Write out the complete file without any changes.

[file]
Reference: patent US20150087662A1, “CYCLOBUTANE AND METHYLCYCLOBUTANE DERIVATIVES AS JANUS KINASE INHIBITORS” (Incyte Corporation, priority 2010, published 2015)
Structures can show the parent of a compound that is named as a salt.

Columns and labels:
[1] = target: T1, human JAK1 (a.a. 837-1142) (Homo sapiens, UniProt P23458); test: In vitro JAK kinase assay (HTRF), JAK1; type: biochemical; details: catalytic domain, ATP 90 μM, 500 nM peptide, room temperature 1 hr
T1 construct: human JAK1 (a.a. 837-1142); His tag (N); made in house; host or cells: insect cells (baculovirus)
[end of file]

Reference: patent US20150087662A1, “CYCLOBUTANE AND METHYLCYCLOBUTANE DERIVATIVES AS JANUS KINASE INHIBITORS” (Incyte Corporation, priority 2010, published 2015)
Structures can show the parent of a compound that is named as a salt.

Columns and labels:
[1] = target: T1, human JAK1 (a.a. 837-1142) (Homo sapiens, UniProt P23458); test: In vitro JAK kinase assay (HTRF), JAK1; type: biochemical; details: catalytic domain, ATP 90 μM, 500 nM peptide, room temperature 1 hr
T1 construct: human JAK1 (a.a. 837-1142); His tag (N); made in house; host or cells: insect cells (baculovirus)